This was one of my better buys from Ebay. I have two BC1 bodies, a Prakticar 50mm lens and two straps for £5.00. With one camera, the internal meter agrees with my hand-held Ikophot light meter. The other is six stops or so out. It is quite possible that this is down to dirt on the meter sensor. As the meter is not accessible without removing the top plate and the controls on there, I shall not be having a look.
|The printed disc is missing from the shutter speed selector|
Almost centrally is the pentaprism hump. On top of this is the accessory shoe with ‘hot shoe’ electrical contacts. This has the standard central contact and a second, smaller, contact for the Praktica computerised flash gun. Connecting the Praktica flash automatically sets the shutter to 1/90 seconds. Cold shoe flash guns will also work as there is a PC socket as well as the hot shoe connector.
On the front of the camera are various items. Towards the top on either end are lugs for attaching a neck strap. More or less centrally, is the lens mount. This is a three bayonet mount with three electric contacts for reading the aperture setting (I assume this is in Octal giving a range of eight possible f/stops).
|lens mount showing the three electrical contacts|
To the right of the lens mount is the lens release button. This is black with a prominent red dot. To fit a lens, the red dot on the lens is aligned with this red dot and the lens inserted into the mount and turned clockwise. To remove the lens, this button is depressed and the lens turned anti-clockwise for removal. Above the lens release button is a slider that moves vertically. Pushing this lever up closes the lens diaphragm so the photographer can see the depth of field of his selected aperture. This lever works by engaging with a lever on the lens which is used by the camera to stop down the lens when taking a picture. Right by the lens mount is a second lever. This one turns rather than slides and rotates anti-clockwise to set the self-timer. The timer to actuated by pressing the small black button on the middle of the lever. This gives a delay of 6 seconds on my camera. On the left side of the lens mount is the PC socket for a ‘cold shoe’ flash gun.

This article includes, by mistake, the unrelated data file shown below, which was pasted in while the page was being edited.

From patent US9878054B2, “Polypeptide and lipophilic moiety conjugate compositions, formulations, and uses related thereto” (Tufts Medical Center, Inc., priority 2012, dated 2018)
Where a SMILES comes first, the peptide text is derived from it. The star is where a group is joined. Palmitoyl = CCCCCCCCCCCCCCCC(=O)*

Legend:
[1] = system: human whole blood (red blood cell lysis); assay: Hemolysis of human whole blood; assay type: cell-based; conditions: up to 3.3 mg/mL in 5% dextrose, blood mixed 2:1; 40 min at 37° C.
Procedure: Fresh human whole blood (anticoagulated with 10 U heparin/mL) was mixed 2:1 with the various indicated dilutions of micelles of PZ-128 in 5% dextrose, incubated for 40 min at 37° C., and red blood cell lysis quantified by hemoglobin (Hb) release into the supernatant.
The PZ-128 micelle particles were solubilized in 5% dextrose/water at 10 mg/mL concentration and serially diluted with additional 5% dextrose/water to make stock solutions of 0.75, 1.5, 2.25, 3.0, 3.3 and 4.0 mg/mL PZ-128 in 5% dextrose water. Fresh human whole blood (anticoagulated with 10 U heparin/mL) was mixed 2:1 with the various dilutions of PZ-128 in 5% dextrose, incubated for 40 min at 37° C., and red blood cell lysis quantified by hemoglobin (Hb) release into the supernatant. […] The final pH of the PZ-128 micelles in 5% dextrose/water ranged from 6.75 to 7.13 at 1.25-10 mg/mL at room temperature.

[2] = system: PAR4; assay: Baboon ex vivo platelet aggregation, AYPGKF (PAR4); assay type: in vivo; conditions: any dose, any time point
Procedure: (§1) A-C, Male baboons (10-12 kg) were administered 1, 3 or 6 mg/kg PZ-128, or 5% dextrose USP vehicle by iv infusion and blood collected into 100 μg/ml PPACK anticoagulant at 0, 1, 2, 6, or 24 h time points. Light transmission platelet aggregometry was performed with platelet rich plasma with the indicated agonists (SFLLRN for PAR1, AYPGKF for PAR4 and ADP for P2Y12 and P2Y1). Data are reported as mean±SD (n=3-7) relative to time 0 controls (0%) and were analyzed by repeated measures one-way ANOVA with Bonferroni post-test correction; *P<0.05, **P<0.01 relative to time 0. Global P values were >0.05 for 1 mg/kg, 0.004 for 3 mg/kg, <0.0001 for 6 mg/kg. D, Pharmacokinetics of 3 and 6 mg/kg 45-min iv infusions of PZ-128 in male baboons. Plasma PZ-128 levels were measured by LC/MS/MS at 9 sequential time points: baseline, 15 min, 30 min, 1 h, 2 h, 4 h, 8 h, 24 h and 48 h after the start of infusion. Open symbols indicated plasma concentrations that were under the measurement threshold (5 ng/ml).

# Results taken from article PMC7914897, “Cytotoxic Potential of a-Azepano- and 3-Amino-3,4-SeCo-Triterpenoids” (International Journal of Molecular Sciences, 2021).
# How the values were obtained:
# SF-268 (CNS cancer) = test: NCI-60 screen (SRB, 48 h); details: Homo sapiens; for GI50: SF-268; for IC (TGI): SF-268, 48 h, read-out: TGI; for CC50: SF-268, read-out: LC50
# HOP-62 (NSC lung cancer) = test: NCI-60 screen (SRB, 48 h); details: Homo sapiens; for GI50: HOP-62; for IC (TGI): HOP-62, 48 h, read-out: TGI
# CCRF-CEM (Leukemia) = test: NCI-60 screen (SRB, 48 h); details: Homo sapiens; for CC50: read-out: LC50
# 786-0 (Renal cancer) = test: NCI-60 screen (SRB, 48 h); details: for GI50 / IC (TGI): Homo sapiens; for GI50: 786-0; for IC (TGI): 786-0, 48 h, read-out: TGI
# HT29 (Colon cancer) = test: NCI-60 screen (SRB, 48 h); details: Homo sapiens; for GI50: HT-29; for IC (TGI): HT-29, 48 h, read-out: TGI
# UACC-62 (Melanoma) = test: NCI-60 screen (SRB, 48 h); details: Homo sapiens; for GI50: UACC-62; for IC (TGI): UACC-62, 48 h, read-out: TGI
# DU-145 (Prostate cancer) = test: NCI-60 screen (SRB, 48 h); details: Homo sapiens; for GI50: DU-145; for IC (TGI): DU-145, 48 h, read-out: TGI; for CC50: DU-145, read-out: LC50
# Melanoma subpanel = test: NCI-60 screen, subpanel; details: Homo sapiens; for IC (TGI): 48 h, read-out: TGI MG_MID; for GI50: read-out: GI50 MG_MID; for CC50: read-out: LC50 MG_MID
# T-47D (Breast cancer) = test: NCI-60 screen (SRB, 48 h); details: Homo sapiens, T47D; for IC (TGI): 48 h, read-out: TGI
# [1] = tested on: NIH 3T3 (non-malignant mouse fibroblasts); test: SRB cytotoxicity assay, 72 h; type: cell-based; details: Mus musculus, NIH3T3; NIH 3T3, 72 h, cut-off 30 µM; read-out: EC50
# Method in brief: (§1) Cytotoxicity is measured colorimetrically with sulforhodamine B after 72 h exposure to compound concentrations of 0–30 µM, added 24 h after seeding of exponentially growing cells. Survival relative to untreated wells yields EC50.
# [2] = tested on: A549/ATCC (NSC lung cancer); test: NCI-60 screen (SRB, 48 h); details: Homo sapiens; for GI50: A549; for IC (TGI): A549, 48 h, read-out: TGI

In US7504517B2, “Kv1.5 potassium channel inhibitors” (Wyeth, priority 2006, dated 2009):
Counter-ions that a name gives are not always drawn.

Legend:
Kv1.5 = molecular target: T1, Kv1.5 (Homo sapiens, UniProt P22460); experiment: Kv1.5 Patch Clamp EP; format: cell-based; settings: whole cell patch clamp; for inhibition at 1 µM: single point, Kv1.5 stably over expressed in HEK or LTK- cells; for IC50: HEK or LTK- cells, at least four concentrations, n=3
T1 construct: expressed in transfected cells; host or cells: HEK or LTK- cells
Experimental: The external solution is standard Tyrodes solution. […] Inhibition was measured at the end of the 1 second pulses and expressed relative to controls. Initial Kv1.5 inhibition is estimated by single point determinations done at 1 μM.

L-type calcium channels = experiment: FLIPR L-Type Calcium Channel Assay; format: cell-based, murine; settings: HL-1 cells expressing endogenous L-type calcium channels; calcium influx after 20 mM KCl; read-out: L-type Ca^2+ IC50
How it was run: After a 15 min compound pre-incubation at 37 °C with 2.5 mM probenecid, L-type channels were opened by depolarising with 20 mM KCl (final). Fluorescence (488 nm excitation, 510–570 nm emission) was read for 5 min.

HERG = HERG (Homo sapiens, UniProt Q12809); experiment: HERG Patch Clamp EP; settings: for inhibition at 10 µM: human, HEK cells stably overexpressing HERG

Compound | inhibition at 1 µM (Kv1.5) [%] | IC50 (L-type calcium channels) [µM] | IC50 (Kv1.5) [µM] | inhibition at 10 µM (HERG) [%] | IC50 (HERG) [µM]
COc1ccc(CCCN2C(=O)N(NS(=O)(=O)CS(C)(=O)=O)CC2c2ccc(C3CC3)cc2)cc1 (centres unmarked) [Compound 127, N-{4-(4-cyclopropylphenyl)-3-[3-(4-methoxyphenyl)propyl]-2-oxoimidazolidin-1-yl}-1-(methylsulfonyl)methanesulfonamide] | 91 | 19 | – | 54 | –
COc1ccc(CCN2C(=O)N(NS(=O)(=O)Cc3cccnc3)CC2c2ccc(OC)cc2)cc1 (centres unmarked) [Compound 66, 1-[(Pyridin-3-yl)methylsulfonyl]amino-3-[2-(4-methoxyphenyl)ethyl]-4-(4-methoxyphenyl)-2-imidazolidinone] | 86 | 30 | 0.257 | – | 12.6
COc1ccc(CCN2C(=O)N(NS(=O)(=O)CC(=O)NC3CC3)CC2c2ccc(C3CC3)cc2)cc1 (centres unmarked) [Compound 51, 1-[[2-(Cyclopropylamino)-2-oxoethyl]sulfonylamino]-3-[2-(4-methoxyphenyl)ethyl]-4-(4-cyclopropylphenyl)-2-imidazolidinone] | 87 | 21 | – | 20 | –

There are also several items on the base plate. Almost centrally, is the ubiquitous tripod boss – 1/4 inch Whitworth/UNC. In front of this is the battery compartment. This takes a A544 6v battery – still readily available. On the right-hand end of the camera is a connector for a motor-drive. This consists of a mechanical screw connector, two electrodes and a locating hole. As I do not have the motor-drive, I can say no more about this.
The lens that came with the camera is a Pentacon Prakticar lens. Its focal length is 50mm – so ‘normal’ for 35 mm photography (ie se pretty much the same view as a human eye) and its maximum aperture is f/1.8. Its minimum aperture is f/16. The focal range is from 0.45 metres to infinity. As was usual with film cameras, there is a DOF scale printed on the lens which, among other things, makes hyperfocal focusing much easier than it is with modern digital lenses. The throw of the focusing helical is somewhere around 300 degrees – ie you need to turn the focus ring through 300 degrees to go from minimum to maximum. This makes it easy to focus accurately but hard to focus quickly. There is also an infra-red marker. If you are using infra-red film, focus is not quite the same as with visible light so you have to focus normally and then move the focus marking to the red dot. For instance, if you are focused on 8 metres move the 8 from the usual red line to the red dot. Both the line and the dot are visible on the photo below. The lens is multi-coated which is as we would expect from any lens from this period.
I have now completed my test film. I am impressed with this camera. Exposure and focus are both spot on (it is manual focus but the focus aids in the viewfinder are working well). The only fault is that there is a curved pale line at the top of the frame in every shot. As the defect is at the top of the image, it must be at the bottom of the film gate – there is nothing visible to my naked eye that could cause this. My only thought is that there might be a small nick in the black paint on the metal shutter blades that is causing a slight reflection as the shutter fully opens (it opens downwards).